Roadside Hospitality

This picture was taken a few miles from the small town of Middleville, New York in November of 2009. In all likelihood most of you reading this are a lot younger than I am (I’ll be 65 in a few weeks.) but I can remember when motels like this were common.

Traveling across country in the 50s was a much different experience in those days than it is now. Construction of the Eisenhower Interstate Highway System didn’t even begin until 1957 so it wasn’t until I was almost out of high school before my family began traveling the interstates.

Between the ages of (probably) 4 and 16 my family made the trip from Upstate New York State to central Oklahoma I would guess, 4 or 5 times. We probably averaged 40 or 45 miles an hour in my dad’s car on the roads that existed then so it was a very long trip—especially to a child. The American roadside my siblings and I watched fly by was no where nearly as homogeneous and predictable as it is today. Take food for example.

In the last several decades on a long trip you can decide what to have for supper hundreds of miles before reaching the restaurant. The menu at Pizza Hut is pretty much the same in Upstate New York as it is in central Oklahoma. In the early to mid-50s every state, every town was different. Every restaurant was different. Same for lodging—The Holiday Inn or Motel 6 chains of today promise a room that’s pretty much the same in every state. In the 50s motels, hotels, tourist homes were all a crap shoot—you never knew what you were getting into until you checked in.

Along the major, cross-country travel routes—the U.S. Highway system—there were souvenir shops (called “tourist traps”) selling trinkets and junk with (for example) “Baggy Pants, Alabama,” or “The World’s Biggest Outhouse,” or “Route 16 Freak Show” emblazoned on them like it was a major attraction.

We kids loved the “Burma Shave” promotional signs. These were silly little poems broken up into 5 or 6 phrases on as many little signs so, whizzing by the window you saw, (1) “He Lit a match” (2) “to check gas tank” (3) “that’s why they call him,” (4) “skinless Frank.” And the last sign (5) was always “Burma Shave”—the shaving cream company that put up the signs.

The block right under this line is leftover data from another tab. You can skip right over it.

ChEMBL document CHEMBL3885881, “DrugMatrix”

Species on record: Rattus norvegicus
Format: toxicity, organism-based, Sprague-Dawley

And there were old barns with huge painted signs covering the entire roof or the entire side of the building advertising “SEE ROCK CITY-114 miles” and “Red Man Chewing Tobacco.”

Motels (like the one in this picture) that offered separate, identical little cabins instead of rooms in a long, barracks-style building were a common sight along American highways in those days. These accommodations are rarely seen today and when a place like this is discovered on some forgotten back road it inevitably precipitates a pleasant–if melancholy–little trip into the past for old men with cameras wandering the paths less taken.

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2 Responses to “Roadside Hospitality”

  1. Nelson Cheang Says:

    Wow, OT, you are older than me more than 20 years. Probably that is why I can always catch some quiet feeling from your articles and photos.
    Besides, I want to say that I do not always up photo to fotoblur because I
    am very busy in recently, actually I thing up photo just one step, can I learn more from the discussions and submit comments that is another step , but it need much time.
    Perhaps in the middle of next month will be better.Many thanks again.

  2. orion Says:

    Hi Nelson–your life is very busy–very demanding. I’m happy I can provide you with a little relaxation and distraction. There are many, many people out there leading difficult lives–lives of hard work, pain and dissapointment. I hope I can be of support and comfort to them also. Please keep me informed of how things are going for you. You are in my thoughts. O.T.

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